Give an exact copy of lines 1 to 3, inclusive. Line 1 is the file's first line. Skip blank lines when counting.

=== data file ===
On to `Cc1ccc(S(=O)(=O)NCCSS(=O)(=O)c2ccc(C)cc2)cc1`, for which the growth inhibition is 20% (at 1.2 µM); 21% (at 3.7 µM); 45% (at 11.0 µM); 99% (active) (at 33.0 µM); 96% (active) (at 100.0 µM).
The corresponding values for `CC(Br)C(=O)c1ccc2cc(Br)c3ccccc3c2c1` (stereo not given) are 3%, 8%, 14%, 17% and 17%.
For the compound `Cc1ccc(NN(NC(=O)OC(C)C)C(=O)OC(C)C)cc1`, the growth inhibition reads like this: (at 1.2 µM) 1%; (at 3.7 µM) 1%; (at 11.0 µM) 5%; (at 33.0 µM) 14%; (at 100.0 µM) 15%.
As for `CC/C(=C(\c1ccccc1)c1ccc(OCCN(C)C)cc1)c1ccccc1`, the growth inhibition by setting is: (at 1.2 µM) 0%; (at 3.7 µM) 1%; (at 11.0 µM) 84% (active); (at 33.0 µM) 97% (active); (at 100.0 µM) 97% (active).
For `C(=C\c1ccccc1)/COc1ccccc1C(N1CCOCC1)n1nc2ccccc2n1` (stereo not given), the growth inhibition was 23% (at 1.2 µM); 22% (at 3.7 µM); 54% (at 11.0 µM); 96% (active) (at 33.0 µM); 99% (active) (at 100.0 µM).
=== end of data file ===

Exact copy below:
On to `Cc1ccc(S(=O)(=O)NCCSS(=O)(=O)c2ccc(C)cc2)cc1`, for which the growth inhibition is 20% (at 1.2 µM); 21% (at 3.7 µM); 45% (at 11.0 µM); 99% (active) (at 33.0 µM); 96% (active) (at 100.0 µM).
The corresponding values for `CC(Br)C(=O)c1ccc2cc(Br)c3ccccc3c2c1` (stereo not given) are 3%, 8%, 14%, 17% and 17%.
For the compound `Cc1ccc(NN(NC(=O)OC(C)C)C(=O)OC(C)C)cc1`, the growth inhibition reads like this: (at 1.2 µM) 1%; (at 3.7 µM) 1%; (at 11.0 µM) 5%; (at 33.0 µM) 14%; (at 100.0 µM) 15%.